This historic book may have numerous typos, missing text or index. Purchasers can download a free scanned copy of the original book (without typos) from the publisher. 1855. Not illustrated. Excerpt: ... not met since the important conversation on Ashen-down, and she found herself looking with more pride than ever at his tall, noble figure, as if he was more her own; but the calmness of feeling was gone. She could not meet his eye, nor see him turn towards her without a start and tremor for which she could not render herself a reason, and her heart beat so much that it was at once a relief and a disappointment that she was obliged to accept her other cousin as her first partner. Philip had already asked Lady Eveleen, for he neither wished to appear too eager in claiming Laura, nor to let his friend think he had any dislike to the Irish girl. Eveleen was much pleased to have him'for her partner, and told herself she would be on her good behaviour. It was a polka, and there was not much talk, which, perhaps, was all the better for her. She admired the review, and the luncheon, and spoke of Charles without any sauciness, and Philip was condescending and agreeable. "I must indulge myself in abusing that stupid cousin of yours!" said she. "Did you ever know a man of such wonderful crotchets?" "This is a very unexpected one," said Philip. "It came like a thunder clap. I thought till the last moment he was joking, for he likes dancing so much; he was the lifo of our ball, and how could any one suppose he would fly off at the last moment?" "He seems rather to enjoy doing things suddenly." "I tell Laura she has affronted him," said Eveleen, laughing. "She has been always busy of late when we have wanted her; and I assure her his pride has been piqued. Don't you think that is an explanation, Captain Morville?" It was Captain Morville's belief, but be would not say so. "Isn'tLaura looking lovely?" Eveleen went on. "lam sure she is the beauty of the night l" She was pleased...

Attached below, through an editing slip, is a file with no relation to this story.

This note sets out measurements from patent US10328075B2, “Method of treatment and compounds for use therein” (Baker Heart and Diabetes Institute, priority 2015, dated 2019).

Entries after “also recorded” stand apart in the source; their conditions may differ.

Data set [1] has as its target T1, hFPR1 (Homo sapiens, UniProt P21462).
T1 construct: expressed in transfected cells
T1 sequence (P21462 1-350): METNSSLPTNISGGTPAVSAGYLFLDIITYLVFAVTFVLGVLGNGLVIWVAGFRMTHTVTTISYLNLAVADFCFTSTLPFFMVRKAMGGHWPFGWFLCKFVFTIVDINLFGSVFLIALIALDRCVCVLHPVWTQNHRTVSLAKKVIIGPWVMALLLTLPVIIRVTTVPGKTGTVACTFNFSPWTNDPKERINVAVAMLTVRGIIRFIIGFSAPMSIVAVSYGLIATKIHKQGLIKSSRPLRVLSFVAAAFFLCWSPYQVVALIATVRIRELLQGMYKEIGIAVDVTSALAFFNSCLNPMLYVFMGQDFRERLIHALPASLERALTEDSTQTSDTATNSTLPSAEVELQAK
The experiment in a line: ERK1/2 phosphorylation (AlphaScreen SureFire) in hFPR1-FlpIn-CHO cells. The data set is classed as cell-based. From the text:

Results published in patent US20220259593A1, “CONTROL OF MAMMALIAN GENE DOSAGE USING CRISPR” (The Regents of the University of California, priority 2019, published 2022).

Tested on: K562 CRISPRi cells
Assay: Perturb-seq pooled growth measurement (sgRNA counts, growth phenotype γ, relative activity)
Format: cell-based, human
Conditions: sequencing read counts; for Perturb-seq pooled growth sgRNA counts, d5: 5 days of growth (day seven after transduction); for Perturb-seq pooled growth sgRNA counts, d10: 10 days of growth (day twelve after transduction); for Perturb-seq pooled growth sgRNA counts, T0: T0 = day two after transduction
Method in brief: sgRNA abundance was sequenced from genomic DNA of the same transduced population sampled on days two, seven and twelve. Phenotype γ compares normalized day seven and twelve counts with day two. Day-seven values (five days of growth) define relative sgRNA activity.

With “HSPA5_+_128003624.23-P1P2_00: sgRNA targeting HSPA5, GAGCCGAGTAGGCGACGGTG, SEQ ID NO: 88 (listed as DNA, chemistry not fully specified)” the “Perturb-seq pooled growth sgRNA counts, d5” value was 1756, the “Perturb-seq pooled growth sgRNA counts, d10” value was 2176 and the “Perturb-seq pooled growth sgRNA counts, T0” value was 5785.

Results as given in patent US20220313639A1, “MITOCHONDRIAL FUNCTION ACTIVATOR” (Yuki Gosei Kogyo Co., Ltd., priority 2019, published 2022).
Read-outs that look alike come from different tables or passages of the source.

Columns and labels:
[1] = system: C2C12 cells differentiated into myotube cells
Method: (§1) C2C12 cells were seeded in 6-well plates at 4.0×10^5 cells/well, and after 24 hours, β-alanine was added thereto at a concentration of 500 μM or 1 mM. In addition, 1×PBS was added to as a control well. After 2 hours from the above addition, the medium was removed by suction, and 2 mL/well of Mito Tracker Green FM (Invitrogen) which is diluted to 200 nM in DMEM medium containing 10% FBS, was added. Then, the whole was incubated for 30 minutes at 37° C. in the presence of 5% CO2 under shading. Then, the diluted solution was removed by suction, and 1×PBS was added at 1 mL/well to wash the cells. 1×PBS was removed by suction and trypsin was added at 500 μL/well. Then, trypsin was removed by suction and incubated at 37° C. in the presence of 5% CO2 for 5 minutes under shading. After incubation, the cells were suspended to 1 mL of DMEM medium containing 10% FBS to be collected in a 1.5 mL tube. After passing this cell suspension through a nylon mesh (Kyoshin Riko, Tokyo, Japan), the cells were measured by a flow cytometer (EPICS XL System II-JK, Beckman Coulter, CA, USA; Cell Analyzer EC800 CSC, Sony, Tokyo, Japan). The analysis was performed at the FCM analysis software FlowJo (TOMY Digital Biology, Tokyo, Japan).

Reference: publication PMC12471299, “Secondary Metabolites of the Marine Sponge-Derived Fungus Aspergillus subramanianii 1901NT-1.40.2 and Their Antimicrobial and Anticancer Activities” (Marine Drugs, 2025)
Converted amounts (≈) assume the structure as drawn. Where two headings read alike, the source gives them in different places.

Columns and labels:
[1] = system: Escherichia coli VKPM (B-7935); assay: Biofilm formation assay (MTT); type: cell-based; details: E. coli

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Barbara Dennis is Head of the Department of Victorian Studies at the Department of English, St David's University College, Lampeter, University of Wales. Charlotte Mary Yonge (1823-1901) was born at Otterbourne, near Winchester, where she lived all her life. At the age of 15 she fell under the influence of the Oxford Movement and John Keble was to be her lifelong mentor. Her family consented to allow her to publish only if the earnings were donated to charity, and her father read, criticized and changed at will everything she wrote; after his death, Keble assumed this role. Her work was admired by Tennyson, Kingsley, Rossetti, and William Morris and her books were said to be the favourite reading of young officers in the Crimean War.About the Author:
Charlotte Mary Yonge (11 August 1823 – 24 May 1901) was an English novelist known for her huge output, now mostly out of print.
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